Spain probing three blood clot cases in recipients of AstraZeneca vaccine

Health authorities are investigating the death of a 43-year-old woman from Marbella who had a brain hemorrhage after complaining of headaches for days

A health worker administers the Covid-19 vaccine in Valencia.
A health worker administers the Covid-19 vaccine in Valencia.Mònica Torres

The Spanish Health Ministry on Wednesday said it is investigating three cases of thrombosis among recipients of the AstraZeneca Covid-19 vaccine, one of whom has died. One of the cases was reported on Monday, and the other two on Tuesday.

In English
Autopsy on Spanish teacher rules out any connection between her death and the AstraZeneca vaccine

Spain is one of around 15 European countries to have temporarily suspended the use of AstraZeneca vaccines, as EU regulators continue to investigate.

After administering nearly a million shots of this vaccine, the Spanish Medicines and Health Products Agency (AEMPS) is underscoring that thrombosis, or the formation of clots inside blood vessels, “can also occur among the general population.”

All three cases share the peculiarity that the thrombosis events were associated with lower blood platelet counts
Spanish Health Ministry

But the ministry’s statement adds that “all three cases share the peculiarity that the thrombosis events were associated with lower blood platelet counts. This fact could suggest an abnormal activation of the coagulation system that might be associated with the formation of blood clots in locations that are unusual.”

The AEMPS said that, together with other regulatory agencies and the European Medicines Agency (EMA), it is carrying out a “comprehensive” investigation to determine whether there is a causal effect, besides the coincidence in time. Experts note that in mass campaigns such as this one, it is to be expected that some health events will happen that are in fact unrelated to the vaccine.

“The evaluation of these types of signs might find an alternative cause other than vaccine administration, or if it can be attributed to the vaccine, it can come up with measures to try to minimize the risk, such as identifying the factors that predispose people to develop this type of thrombosis and limiting the vaccine’s use when this factor is present.”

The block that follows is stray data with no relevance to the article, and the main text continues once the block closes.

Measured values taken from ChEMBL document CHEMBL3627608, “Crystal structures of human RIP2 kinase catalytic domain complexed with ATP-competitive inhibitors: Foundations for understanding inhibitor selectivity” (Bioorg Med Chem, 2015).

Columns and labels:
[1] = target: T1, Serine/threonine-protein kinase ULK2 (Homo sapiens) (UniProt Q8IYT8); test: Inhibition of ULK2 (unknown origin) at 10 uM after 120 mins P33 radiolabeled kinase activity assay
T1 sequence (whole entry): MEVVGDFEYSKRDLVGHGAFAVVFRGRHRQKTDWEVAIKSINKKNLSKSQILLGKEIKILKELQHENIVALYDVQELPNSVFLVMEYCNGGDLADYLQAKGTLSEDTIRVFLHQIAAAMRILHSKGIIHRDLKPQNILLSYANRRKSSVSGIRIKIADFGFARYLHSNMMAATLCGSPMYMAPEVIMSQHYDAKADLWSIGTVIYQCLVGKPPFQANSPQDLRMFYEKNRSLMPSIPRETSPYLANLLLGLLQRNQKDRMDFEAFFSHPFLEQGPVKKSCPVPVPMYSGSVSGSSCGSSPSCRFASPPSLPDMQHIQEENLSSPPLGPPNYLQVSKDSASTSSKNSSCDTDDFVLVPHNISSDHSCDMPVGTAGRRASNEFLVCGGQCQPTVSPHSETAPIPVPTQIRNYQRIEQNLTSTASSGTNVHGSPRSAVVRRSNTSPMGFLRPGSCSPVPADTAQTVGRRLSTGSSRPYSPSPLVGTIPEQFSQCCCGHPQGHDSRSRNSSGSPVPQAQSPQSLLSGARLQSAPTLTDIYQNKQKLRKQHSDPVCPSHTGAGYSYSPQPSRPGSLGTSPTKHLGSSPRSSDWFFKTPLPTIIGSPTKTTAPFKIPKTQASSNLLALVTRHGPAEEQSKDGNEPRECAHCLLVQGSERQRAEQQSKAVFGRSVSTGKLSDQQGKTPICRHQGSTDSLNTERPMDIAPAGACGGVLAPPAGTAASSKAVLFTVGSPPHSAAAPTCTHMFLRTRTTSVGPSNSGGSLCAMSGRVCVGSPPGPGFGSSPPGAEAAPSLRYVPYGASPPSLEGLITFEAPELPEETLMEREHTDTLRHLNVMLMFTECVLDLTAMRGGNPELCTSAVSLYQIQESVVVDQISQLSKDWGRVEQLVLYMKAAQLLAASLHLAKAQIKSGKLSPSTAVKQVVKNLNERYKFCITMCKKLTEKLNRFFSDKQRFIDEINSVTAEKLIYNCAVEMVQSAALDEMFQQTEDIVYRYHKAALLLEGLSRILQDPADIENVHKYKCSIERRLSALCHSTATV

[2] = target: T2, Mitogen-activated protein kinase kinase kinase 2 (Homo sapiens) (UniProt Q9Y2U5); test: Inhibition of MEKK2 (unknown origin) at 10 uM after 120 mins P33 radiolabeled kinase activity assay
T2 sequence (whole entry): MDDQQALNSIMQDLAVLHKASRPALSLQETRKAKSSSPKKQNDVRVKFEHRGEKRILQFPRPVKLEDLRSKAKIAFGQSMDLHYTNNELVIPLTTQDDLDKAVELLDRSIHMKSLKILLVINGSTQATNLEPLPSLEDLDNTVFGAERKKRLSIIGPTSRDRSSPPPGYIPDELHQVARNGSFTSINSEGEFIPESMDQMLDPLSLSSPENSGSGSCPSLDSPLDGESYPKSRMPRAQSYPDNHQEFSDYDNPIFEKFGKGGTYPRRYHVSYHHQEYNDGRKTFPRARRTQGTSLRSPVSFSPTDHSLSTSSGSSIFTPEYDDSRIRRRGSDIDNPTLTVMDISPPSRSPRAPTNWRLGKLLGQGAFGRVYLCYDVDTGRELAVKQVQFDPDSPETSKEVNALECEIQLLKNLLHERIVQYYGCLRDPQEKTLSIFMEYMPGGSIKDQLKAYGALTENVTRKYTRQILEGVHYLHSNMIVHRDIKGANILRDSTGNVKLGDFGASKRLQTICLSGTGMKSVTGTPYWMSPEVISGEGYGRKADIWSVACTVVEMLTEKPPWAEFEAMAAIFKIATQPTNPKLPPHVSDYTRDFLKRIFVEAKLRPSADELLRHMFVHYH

Deceased teacher

One of the cases under investigation is the death of a 43-year-old woman from Marbella in southern Spain who did not have any known pre-existing conditions. She went to the emergency services when she began feeling ill a few hours after receiving a shot of the vaccine, and complained about headaches, but doctors attributed it to normal side effects of the vaccine.

According to the regional daily Diario Sur, the woman returned to the hospital days later because she was still feeling unwell, and underwent scans that uncovered brain hemorrhaging, leading to an emergency surgery that failed to save her life. A math teacher at a local high school, she leaves two children behind.

Andalusian educators began getting vaccination appointments on February 22, beginning with early education and primary school teachers.

EU investigation

“The evaluation is looking at the available data related to all thromboembolic events reported after vaccination,” said the EMA in a statement. “National agencies are providing additional support to gather missing and incomplete information as quickly as possible, particularly where it relates to these unusual cases [of blood clots with unusual features such as low numbers of platelets].”

The EMA, which is hoping to have conclusions ready by Thursday, insisted that it “currently remains of the view that the benefits of the AstraZeneca vaccine in preventing Covid-19, with its associated risk of hospitalisation and death, outweigh the risks of side effects.”

The World Health Organization (WHO) is also recommending that countries continue administering the AstraZeneca vaccine.

English version by Susana Urra.

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